Byzantine Theology: Historical Trends and Doctrinal Themes

By John Meyendorff | Go to book overview

PREFACE TO THE SECOND EDITION

The publication of a new edition of this book has given the author an opportunity to correct minor inaccuracies and to add several bibliographical references. It is clear, however, that in a field which is constantly being enriched with new publications, a general survey like this one cannot be fully comprehensive, even if the author feels himself greatly indebted to the findings of many of his colleagues, whose names do not appear in the Bibliography.

The largely positive response which met Byzantine Theology seems to indicate that the attempt at combining the historical and the systematic methods of approach to the subject was basically justified. There was, however, a risk of misunderstanding the use of any adjective in the title, and particularly the adjective "Byzantine," to define "theology." The adjective appears today in a variety of different contexts, and the limit of what is properly "Byzantine" is difficult to determine. On the other hand, the Byzantine theologians themselves did not conceive of their own religious tradition as being culturally or doctrinally limited. They used Scripture and the early Christian Fathers as a constant reference, and, at the same time, claimed to be the spokesmen of true Christian doctrine, as distinct from the non-Chalcedonian East and the Latin West. Furthermore, the modern Orthodox Church identifies herself, in a very particular way, with that "Byzantine" tradition (without excluding the potentiality of other expressions or developments of the same Christian truth), because she sees it as having been historically consistent with the Apostolic faith itself. Under such conditions, an historical survey--and, particularly, an attempt at a systematic account of Byzantine theology--could easily be interpreted either as confessionally biased or, on the contrary, as deliberately rejecting the claim of the Byzantines themselves and of modern Orthodox theology, in the name of historical objectivity.

The author can certainly understand the critics who, in expressing their views about the book, have reflected one or the other of these mutually exclusive interpretations. He is firmly convinced that it is both possible and necessary to study Byzantium and Byzantine theol-

-vii-

Notes for this page

Add a new note
If you are trying to select text to create highlights or citations, remember that you must now click or tap on the first word, and then click or tap on the last word.
One moment ...
Default project is now your active project.
Project items
Notes
Cite this page

Cited page

Style
Citations are available only to our active members.
Buy instant access to cite pages or passages in MLA 8, MLA 7, APA and Chicago citation styles.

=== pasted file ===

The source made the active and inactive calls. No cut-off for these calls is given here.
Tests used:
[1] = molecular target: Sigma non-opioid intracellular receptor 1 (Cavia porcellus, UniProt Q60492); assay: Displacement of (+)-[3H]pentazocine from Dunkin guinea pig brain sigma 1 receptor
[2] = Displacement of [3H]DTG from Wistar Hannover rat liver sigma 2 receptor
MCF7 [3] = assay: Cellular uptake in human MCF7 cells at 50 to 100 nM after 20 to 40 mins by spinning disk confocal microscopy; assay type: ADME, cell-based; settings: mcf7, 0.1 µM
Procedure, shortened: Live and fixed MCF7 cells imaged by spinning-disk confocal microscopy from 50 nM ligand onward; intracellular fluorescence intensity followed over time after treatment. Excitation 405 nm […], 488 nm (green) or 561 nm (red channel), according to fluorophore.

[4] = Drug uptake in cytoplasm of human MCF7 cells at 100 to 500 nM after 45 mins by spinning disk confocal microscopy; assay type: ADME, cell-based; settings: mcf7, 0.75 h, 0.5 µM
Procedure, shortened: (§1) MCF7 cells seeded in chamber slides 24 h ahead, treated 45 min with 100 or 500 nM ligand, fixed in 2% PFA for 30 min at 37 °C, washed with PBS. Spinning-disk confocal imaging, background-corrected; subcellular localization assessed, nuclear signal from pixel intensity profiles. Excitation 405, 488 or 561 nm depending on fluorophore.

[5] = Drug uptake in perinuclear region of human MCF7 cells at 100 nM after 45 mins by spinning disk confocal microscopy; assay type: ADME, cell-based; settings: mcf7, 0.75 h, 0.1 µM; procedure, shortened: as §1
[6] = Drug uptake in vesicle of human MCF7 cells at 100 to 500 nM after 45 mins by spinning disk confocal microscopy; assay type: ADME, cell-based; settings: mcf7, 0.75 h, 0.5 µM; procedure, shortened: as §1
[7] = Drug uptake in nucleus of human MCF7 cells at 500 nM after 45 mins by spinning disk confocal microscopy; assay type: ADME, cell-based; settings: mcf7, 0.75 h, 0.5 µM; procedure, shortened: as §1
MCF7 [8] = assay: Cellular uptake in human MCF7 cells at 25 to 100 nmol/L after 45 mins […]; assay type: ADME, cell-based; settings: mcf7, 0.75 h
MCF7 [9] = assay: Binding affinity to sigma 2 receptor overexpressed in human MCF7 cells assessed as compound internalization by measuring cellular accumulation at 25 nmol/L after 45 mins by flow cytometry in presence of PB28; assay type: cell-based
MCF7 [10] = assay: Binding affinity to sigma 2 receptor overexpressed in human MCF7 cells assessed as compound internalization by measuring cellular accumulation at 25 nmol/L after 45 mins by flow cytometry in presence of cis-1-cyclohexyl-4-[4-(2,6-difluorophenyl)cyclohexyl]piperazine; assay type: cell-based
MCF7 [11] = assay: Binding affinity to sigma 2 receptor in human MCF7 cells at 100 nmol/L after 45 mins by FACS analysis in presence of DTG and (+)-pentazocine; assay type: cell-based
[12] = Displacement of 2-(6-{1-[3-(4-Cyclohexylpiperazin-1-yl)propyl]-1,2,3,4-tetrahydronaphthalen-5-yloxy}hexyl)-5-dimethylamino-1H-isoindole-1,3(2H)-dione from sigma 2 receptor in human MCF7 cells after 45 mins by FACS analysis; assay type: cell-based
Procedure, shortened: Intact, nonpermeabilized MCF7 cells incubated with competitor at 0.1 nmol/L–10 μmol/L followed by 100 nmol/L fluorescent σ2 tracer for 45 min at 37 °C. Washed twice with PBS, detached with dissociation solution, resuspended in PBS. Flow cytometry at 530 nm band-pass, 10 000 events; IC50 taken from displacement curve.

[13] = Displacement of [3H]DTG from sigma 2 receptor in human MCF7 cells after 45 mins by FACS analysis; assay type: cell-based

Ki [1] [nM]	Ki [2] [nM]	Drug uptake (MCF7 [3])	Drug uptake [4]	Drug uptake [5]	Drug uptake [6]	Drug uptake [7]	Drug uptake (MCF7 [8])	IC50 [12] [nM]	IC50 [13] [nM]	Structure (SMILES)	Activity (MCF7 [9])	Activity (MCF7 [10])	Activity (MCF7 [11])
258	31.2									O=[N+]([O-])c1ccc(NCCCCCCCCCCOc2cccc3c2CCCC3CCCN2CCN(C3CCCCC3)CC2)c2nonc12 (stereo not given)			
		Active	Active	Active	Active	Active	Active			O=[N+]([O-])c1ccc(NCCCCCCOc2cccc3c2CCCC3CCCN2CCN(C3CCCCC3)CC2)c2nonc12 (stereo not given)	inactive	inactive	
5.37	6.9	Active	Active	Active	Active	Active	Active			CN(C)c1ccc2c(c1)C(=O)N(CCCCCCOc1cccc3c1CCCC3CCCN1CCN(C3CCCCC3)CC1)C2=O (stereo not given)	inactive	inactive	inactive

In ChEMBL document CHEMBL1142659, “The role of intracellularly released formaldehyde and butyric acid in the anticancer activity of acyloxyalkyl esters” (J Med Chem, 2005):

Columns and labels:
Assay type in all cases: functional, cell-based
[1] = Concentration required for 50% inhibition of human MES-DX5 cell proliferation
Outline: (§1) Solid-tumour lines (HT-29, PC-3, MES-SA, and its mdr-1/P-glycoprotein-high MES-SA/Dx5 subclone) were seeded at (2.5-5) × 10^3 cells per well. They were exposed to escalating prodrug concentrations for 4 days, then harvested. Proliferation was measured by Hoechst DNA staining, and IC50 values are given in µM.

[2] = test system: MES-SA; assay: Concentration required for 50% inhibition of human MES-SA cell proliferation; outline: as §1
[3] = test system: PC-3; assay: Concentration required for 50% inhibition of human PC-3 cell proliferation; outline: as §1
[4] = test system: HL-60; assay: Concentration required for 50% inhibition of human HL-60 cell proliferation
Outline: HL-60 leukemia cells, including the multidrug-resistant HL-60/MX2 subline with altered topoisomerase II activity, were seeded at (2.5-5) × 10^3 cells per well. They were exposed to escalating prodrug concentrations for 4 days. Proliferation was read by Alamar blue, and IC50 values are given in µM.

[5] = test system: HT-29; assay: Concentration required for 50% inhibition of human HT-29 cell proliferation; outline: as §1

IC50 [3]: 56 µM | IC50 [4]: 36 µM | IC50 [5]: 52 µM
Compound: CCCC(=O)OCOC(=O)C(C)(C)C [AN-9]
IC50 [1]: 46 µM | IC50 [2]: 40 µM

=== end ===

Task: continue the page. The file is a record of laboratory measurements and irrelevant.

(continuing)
(Einhorn, 1992, p. 25)

(Einhorn 25)

(Einhorn 25)

1. Lois J. Einhorn, Abraham Lincoln, the Orator: Penetrating the Lincoln Legend (Westport, CT: Greenwood Press, 1992), 25, http://www.questia.com/read/27419298.

Note: primary sources have slightly different requirements for citation. Please see these guidelines for more information.

Cited page

Bookmark this page
Byzantine Theology: Historical Trends and Doctrinal Themes
Table of contents

Table of contents

  • Title Page iii
  • Contents v
  • PREFACE TO THE SECOND EDITION vii
  • Bibliography 229
  • Index 239
Settings

Settings

Typeface
Text size Smaller Larger Reset View mode
Search within

Search within this book

Look up

Look up a word

  • Dictionary
  • Thesaurus
Please submit a word or phrase above.
Print this page

Print this page

Why can't I print more than one page at a time?

Help
Full screen
Items saved from this book
  • Bookmarks
  • Highlights & Notes
  • Citations
/ 244

matching results for page

    Questia reader help

    How to highlight and cite specific passages

    1. Click or tap the first word you want to select.
    2. Click or tap the last word you want to select, and you’ll see everything in between get selected.
    3. You’ll then get a menu of options like creating a highlight or a citation from that passage of text.

    OK, got it!

    Cited passage

    Style
    Citations are available only to our active members.
    Buy instant access to cite pages or passages in MLA 8, MLA 7, APA and Chicago citation styles.

    "Portraying himself as an honest, ordinary person helped Lincoln identify with his audiences." (Einhorn, 1992, p. 25).

    "Portraying himself as an honest, ordinary person helped Lincoln identify with his audiences." (Einhorn 25)

    "Portraying himself as an honest, ordinary person helped Lincoln identify with his audiences." (Einhorn 25)

    "Portraying himself as an honest, ordinary person helped Lincoln identify with his audiences."1

    1. Lois J. Einhorn, Abraham Lincoln, the Orator: Penetrating the Lincoln Legend (Westport, CT: Greenwood Press, 1992), 25, http://www.questia.com/read/27419298.

    Cited passage

    Thanks for trying Questia!

    Please continue trying out our research tools, but please note, full functionality is available only to our active members.

    Your work will be lost once you leave this Web page.

    Buy instant access to save your work.

    Already a member? Log in now.

    Search by... Author
    Show... All Results Primary Sources Peer-reviewed

    Oops!

    An unknown error has occurred. Please click the button below to reload the page. If the problem persists, please try again in a little while.